4.1 The Chair reminded the committee that at the last meeting on 17 October, owing to prolonged consideration of proposed budget cuts, there had been insufficient time for committee members to ask questions about the evidence provided by the Head of Public Protection and Safety. Members were now invited to put forward their questions and comments.
4.2 The committee noted that:
· Food had been a significant unifier in Glasgow’s implementation of the public health model
· Lewisham is far more diverse than Glasgow so food may not be the same common ‘language’
· Food is still relevant. Families in Glasgow had reported that it was a powerful tool and had not felt like a handout, but a more dignified approach. Sharing food provided the opportunity for families to talk openly and eat healthily
· Lewisham has a lot of community strengths through schools, the Youth Service, community groups. There could be dialogue about how to build on these strengths and assets to move towards a public health approach
· A community project in Telegraph Hill Ward is providing hot meals to young people, which is bringing the community together and increasing the welfare of residents.
4.3 The Chair invited those members that had attended school visits, Fair Access Panel (FAP) and the Independent Review Panel (IRP) to report their observations. In addition, Cedric Whilby and Dom Herlihy, independent review panellists, were invited to address the committee. The Committee made the following observation:
Fair Access Panel
1. Lack of BAME representation on the primary FAP
2. Both the primary and secondary FAPs were well run and presented lots of good examples of schools working together
3. It appeared that some heads were protective of their territory
4. The FAPs handled very difficult cases with great sensitivity
5. Abbey Manor College, Lewisham’s Pupil Referral Unit (PRU), had been represented at the secondary FAP. The representative clearly demonstrated that he knew the children well, and was working hard and cooperatively with schools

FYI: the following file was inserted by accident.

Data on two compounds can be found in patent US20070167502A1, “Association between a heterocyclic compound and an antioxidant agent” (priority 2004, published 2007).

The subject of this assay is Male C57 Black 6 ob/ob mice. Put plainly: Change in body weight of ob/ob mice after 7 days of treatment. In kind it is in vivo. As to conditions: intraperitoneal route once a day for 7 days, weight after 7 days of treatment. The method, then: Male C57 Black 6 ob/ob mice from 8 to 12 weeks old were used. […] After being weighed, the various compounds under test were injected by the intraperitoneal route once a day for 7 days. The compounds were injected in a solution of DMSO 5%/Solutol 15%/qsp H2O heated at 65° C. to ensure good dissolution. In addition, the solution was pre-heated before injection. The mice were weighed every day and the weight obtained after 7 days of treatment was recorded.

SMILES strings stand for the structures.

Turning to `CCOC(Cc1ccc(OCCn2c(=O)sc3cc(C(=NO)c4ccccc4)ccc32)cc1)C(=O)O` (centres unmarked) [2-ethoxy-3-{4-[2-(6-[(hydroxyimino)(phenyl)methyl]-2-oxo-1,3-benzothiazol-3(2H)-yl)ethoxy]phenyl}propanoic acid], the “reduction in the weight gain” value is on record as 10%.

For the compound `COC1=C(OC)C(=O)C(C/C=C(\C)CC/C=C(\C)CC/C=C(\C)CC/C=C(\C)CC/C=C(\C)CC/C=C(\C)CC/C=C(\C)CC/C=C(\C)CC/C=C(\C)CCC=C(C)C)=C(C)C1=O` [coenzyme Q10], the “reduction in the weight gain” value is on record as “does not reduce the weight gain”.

6. One Member noted with surprise that FAP had been asked to consider a situation where a pupil was struggling with learning rather than behaviour
7. When a parent is offered a Managed Move for their child as an alternative to exclusion, all of the paperwork is in place and the school is ready to exclude. The parent’s choice at that point is MM or exclusion.
8. Year 11 cases always go to FAP as it is an important year when students sit their GCSEs
9. New arrivals go to FAP for need to be assessed to ensure they are placed in the right education setting, and with links to post-16 opportunities. The family has an input and FAPs recommendation can only be implemented with parental consent.
10.FAP is a forum for heads to discuss complex cases. Only the decisions are minuted, to allow free and frank discussion.
11.Managed Moves (MM) can be at the point of exclusion, but school are encouraged to consider it at an earlier point. A MM could be appropriate where there are ongoing behavioural problems that a clean start elsewhere may help to resolve, or where there has been a communication breakdown between the family and the school.
12.Many parents request a managed move rather than an in-year transfer as that way the school knows the child’s history.
13.MMs should be limited to one during the child’s schooling to avoid school hopping.
Exclusions Independent Review Panel
14.The IRP was a more formal process, comprising 3 panel members. Cllr John Paschoud had observed the panel, but had not been allowed to observe the deliberations.
15.There appeared to be little scope for the IRP to change the decision. The IRP was bound by DfE guidelines. These provide that the IRP can refer a decision back to the governing body in the event that the school has made a procedural error. Even then, the school can be fined but the decision would stand.